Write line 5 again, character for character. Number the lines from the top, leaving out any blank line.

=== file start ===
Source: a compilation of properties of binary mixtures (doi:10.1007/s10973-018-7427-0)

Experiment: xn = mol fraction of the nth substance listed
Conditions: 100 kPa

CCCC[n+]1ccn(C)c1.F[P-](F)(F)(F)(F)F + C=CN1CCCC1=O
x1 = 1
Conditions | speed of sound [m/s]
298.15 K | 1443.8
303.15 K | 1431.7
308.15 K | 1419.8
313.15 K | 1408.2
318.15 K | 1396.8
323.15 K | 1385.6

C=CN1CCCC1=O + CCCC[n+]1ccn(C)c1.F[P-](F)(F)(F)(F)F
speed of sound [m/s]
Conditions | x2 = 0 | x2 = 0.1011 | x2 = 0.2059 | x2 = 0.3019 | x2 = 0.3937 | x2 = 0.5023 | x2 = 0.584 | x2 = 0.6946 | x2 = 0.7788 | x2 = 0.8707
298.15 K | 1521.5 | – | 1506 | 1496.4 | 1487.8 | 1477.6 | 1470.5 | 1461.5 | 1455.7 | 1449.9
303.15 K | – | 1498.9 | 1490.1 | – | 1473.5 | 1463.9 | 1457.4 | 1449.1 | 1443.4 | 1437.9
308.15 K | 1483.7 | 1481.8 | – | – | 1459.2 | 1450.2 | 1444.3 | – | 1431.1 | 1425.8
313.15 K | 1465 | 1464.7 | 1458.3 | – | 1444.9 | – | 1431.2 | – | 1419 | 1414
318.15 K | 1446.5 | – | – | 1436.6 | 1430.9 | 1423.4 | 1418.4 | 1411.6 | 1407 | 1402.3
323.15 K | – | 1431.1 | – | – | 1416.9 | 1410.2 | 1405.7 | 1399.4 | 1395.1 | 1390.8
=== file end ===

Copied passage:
x1 = 1